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US companies with global operations focused on emerging market countries are bracing for weaker earnings courtesy of a stronger dollar as the quarterly results season unfolds over the coming weeks.

Investors soured on the S&P 500 during the third quarter, alarmed by signs of slowing global growth, led by China and other emerging market countries.

Now, as S&P 500 companies report results and outline their prospects for the rest of the year and early 2016, investors expect weakness from EM operations will be offset by the dollar trading relatively steadily against major developed currency partners during the third quarter.

In a sign of what beckons for US earnings, SABMiller this week revealed a big hit from the continuing weakness of emerging market currencies against the dollar. The London-based producer of Miller Lite, Grolsch and Peroni makes 70 per cent of its sales to emerging markets.

PepsiCo, the US snacks and beverage group, also saw roughly $2bn sliced off revenues in its just-completed quarter as currency swings cut into its sales abroad. Yum Brands, the owner of KFC and Taco Bell and Dupont, also warned this week of the dollar’s impact on earnings.

A strengthening dollar hurts US companies with large overseas operations since the same amount of money made outside the US is worth less when translated back into dollars.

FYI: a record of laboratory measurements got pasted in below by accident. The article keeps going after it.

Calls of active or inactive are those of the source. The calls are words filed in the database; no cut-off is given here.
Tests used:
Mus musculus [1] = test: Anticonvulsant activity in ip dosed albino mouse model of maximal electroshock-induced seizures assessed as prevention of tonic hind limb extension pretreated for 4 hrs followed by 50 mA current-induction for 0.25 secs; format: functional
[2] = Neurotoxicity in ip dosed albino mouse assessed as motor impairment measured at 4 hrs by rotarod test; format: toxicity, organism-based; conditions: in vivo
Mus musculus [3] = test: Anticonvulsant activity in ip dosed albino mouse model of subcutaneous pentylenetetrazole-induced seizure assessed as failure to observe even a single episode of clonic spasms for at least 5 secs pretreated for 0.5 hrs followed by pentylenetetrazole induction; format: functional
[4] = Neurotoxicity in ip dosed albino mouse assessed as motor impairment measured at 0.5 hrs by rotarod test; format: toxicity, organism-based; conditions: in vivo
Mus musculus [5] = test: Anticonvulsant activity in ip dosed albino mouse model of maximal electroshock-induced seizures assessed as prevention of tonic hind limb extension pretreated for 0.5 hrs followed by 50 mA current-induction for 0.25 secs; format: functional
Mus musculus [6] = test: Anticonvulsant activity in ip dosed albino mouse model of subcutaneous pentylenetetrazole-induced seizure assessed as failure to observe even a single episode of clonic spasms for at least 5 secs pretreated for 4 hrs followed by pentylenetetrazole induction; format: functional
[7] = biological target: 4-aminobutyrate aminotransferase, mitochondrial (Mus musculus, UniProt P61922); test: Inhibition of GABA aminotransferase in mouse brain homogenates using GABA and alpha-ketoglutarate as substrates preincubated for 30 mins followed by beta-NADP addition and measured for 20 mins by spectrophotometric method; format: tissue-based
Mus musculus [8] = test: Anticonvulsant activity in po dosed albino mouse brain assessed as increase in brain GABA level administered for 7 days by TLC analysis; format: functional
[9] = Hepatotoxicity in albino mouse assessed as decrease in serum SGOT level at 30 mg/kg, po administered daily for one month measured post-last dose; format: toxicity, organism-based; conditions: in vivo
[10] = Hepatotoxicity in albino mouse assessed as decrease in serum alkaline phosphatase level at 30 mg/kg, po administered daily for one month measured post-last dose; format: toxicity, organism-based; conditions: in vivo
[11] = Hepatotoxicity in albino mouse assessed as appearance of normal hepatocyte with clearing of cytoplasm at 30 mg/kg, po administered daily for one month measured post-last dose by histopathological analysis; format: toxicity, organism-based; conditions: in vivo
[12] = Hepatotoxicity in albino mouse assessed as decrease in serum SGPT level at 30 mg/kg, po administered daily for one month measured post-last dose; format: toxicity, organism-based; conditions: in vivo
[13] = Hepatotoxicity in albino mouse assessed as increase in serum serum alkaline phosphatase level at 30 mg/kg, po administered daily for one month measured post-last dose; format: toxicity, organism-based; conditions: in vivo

A blended rate of reported results and estimates shows third-quarter revenue for companies in the S&P 500 with less than 50 per cent of sales in the US fell 13 per cent year over year compared with a rise of about 1 per cent for those with more than half of sales in the US, according to FactSet.

While the dollar index, which measures the greenback against a basket of its major peers such as the euro, sterling and Canadian dollar, rose only 0.8 per cent during the period, it significantly appreciated against emerging market currencies during the period.

JPMorgan’s emerging market currency index, which measures the most heavily traded EM currencies against the dollar, is down 8.25 per cent.

Indeed, investors said the impact of the dollar would be bifurcated.

“Broadly speaking, if you look at the S&P 500 the impact of currency in the third quarter will be significantly less than in the first half of the year, but the impact will be in companies that are doing a lot of business in Russia, China or Latin America,” said Oliver Pursche, chief executive at Bruderman Brothers.

The dollar will be less of a drag for US multinationals doing business in the western hemisphere as well as in Japan and Australia, he said.

James Liu, global market strategist with JPMorgan Asset Management, sees “a light at the end of the tunnel” for the dollar and earnings.

“The third quarter should be the last quarter we have these real negative year-on-year comparisons,” he said.

With the earnings season about to get under way, the Commerce Department this week reported that in August the gap between US exports and imports swelled more than 15 per cent to $48.3bn, highlighting how a strong dollar has affected the trade balance.

Copyright The Financial Times Limited 2017. All rights reserved.
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